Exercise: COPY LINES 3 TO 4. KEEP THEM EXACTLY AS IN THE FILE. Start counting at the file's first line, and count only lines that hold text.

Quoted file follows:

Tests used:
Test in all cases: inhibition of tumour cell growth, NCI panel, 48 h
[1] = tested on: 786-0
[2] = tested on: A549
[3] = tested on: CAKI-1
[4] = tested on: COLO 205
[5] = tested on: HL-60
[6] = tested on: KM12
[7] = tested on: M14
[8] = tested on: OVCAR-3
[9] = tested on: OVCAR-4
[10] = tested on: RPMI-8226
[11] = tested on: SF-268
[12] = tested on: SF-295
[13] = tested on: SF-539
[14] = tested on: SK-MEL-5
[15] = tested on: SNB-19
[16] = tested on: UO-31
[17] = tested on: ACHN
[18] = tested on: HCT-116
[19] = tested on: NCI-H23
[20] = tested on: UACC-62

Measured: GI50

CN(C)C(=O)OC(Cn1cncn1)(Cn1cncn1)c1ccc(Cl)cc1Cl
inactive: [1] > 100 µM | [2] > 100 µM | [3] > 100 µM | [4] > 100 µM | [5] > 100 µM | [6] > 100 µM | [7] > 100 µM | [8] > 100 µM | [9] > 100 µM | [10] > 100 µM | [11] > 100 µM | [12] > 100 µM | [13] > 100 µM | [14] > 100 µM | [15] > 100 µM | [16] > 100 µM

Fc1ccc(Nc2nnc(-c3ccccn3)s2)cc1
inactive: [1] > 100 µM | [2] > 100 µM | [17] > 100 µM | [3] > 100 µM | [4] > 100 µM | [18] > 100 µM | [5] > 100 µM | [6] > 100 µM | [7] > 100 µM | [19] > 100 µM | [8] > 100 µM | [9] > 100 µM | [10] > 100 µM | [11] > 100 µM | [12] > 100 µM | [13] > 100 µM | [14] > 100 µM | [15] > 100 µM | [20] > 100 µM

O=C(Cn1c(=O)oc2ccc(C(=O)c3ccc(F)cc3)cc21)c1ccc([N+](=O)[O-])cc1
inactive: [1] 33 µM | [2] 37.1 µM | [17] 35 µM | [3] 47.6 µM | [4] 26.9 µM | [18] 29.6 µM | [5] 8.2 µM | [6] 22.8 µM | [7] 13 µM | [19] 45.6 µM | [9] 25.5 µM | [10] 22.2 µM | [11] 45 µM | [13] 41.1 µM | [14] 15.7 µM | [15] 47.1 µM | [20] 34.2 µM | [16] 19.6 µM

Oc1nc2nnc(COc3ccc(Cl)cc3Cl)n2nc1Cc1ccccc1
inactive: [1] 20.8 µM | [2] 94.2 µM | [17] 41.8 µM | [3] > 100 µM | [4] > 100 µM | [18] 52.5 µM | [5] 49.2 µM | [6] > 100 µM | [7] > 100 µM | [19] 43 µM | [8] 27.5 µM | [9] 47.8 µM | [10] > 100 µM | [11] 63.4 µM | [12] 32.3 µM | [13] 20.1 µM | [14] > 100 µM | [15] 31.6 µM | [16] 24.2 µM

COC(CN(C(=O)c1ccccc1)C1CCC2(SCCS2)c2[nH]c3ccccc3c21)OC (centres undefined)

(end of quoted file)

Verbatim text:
[1] = tested on: 786-0
[2] = tested on: A549